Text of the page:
This set of questions was more in my comfort zone than the previous two. I took a collar on both of those, first because of my poor defense, then thanks to my tepid offense. But today I got back on track.
1. Former U.S. Senator and New Jersey Governor John Corzine was Chairman and CEO of what international financial derivatives broker at the time of its bankruptcy filing in October of 2011?
Knew this one cold, having read weeks of daily coverage in the NYT, plus I've followed Corzine since he used $60 million of his own Goldman Sachs money to buy himself a New Jersey Senate seat. (Among other things, I know his first name is spelled Jon.) The firm is called MF Global. I would imagine MF is also short for what he exclaimed upon learning his firm could not find over $1 billion of its clients’ money. Business/economics is my opponent’s worst category, so I gave this one the 3.
2. Bobby Fischer became the first American World Champion of Chess in over 80 years after winning what became known as The Match of the Century, in Reykjavik, Iceland, in July and August of 1972. Name the Soviet defending champion that Fischer defeated in this match.
A gimme: Boris Spassky. Although games/sport did not look like my opponent’s forte either, I thought this one was sufficiently well known to merit a 1.
3. German-born Herbert Ernst Frahm escaped to Norway to avoid Nazi persecution in 1933 at age 19, and later gained international prominence as long-time mayor of West Berlin, and then as German Chancellor. To evade Nazi agents while in Norway, he adopted what pseudonym — the name by which he was known for the rest of his life?
A great story. The only problem was I couldn’t name the protagonist. Lacking a better guess, I said Helmut Kohl knowing it was probably wrong since he is so über-German. Sure enough, the correct answer was Willy Brandt. I’d heard of him but didn’t know much about him, and if I’d had another month I wouldn’t have even thought of him.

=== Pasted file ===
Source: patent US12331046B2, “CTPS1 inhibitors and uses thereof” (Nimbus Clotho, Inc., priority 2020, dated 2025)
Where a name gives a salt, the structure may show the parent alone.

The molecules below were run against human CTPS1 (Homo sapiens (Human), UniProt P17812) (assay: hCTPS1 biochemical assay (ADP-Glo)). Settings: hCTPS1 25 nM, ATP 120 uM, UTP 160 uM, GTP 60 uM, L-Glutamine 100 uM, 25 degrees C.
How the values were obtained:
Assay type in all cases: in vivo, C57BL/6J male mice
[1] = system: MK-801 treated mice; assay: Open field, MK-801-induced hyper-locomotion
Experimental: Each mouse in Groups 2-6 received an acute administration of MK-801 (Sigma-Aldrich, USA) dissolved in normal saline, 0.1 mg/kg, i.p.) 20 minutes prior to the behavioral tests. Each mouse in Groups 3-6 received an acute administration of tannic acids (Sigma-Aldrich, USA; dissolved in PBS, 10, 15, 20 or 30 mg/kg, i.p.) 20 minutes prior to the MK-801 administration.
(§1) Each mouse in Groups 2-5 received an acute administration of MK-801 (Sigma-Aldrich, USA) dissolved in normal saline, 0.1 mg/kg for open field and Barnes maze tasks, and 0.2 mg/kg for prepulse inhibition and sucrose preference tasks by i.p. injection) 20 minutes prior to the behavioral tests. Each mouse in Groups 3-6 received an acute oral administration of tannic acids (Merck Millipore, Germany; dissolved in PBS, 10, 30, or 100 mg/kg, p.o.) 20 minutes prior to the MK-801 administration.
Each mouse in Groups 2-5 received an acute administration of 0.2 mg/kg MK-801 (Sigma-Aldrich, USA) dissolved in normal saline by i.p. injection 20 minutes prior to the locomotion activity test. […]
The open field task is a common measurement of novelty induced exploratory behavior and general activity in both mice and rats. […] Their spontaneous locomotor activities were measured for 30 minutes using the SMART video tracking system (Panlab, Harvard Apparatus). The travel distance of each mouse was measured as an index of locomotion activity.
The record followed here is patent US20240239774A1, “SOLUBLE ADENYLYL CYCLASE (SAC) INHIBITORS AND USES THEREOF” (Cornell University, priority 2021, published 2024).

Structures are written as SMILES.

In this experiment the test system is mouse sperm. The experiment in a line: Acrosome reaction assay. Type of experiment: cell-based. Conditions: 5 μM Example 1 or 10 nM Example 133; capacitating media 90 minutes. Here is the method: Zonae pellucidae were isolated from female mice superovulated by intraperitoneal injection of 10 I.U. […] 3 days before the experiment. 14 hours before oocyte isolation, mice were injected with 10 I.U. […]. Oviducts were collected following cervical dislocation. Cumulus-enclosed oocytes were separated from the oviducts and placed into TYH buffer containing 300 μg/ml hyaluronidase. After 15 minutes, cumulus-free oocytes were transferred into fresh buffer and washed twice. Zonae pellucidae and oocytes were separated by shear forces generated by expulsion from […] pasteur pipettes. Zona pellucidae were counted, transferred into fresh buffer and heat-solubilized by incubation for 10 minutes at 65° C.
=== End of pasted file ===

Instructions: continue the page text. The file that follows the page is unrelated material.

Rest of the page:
4. The massive thoroughfare junction pictured here is named formally after whom?
Even if I hadn’t been to the Place Charles de Gaulle, there’s a good chance I would have guessed him anyway. It’s like guessing Pope John Paul II in the original Trivial Pursuit. I guess there’s also Napoleon or Joan of Arc, but really, isn’t he like the #1 French national, their Churchill? It was more likely to be a Gallic hero and it wasn’t Etienne Elysée or Thierry Triomphe. I wasn’t sure how well known this was, but gave it a 1 because it was so guessable.
5. What is the title of this famous painting?
I’ve known it since I was a kid: His Master’s Voice. That is what makes the dog curious about the sound coming out of the phonograph. It’s been used for so long to promote RCA Victor that it’s nearly outlasted those brands. Although the Victrola was already archaic when I was a kid and the Radio Corporation of America name is also fixed in the past, the RCA side is still somewhat current as long as they continue to manufacture electronics. The RCA Championships summer hardcourt tennis tournament in Indianapolis, a U.S. Open warmup event that annually played host to Sampras and Agassi in their prime, used to promote itself with the RCA dog, Nipper. His puppy son, Chipper, eventually got into the act too.
6. The title character of this long-running television drama series, a graduate of Harvard Law School, had several notable comic peculiarities, including an affinity for driving a Ford Crown Victoria (three models over the course of the series), a fondness for hot dogs, and an allegiance to wearing gray suits in the courtroom (where he was virtually always victorious).
This is an example of how the endless cluing in a LearnedLeague question can eventually get you home. Reading this question, I was like: “Harvard Law School? Jonathan Rollins from L.A. Law? No, wait, he wasn’t the title character, and he didn’t have comic peculiarities. OK, reading on… Ford Crown Victoria… no clue… hot dogs… no clue… doesn’t sound like Perry Mason… I don’t think he went to Harvard or ate hot dogs… gray suits in the courtroom… oh, it’s probably Matlock.” I don’t think I have ever seen an episode of this show, but it ran seemingly forever and every single time I flipped past the show or saw the character depicted in a commercial, it was always Andy Griffith in the same pale gray suit. Either he had one of them or a hundred of them, but that was his uniform. I thought the gray suit was enough of a giveaway to give this question the 0, particularly because the show was a big hit and my opponent was well versed in pop culture.
Speaking of my opponent, it was Marc Spraregen, a friend from the National Puzzlers’ League. I know him as a Californian, a good trivia player and a very nice guy. It was hard to play defense against Marc because he’s strong in a lot of categories, I don’t know him that well, and it was tricky figuring out what he (or a lot of people for that matter) would or wouldn’t know from this middle-of-the-road set of questions. In hindsight Willy Brandt feels like the toughest one, since MF Global is such a current and heavily covered story, but it’s too late to adjust my defense now. All I can do is hope for the best.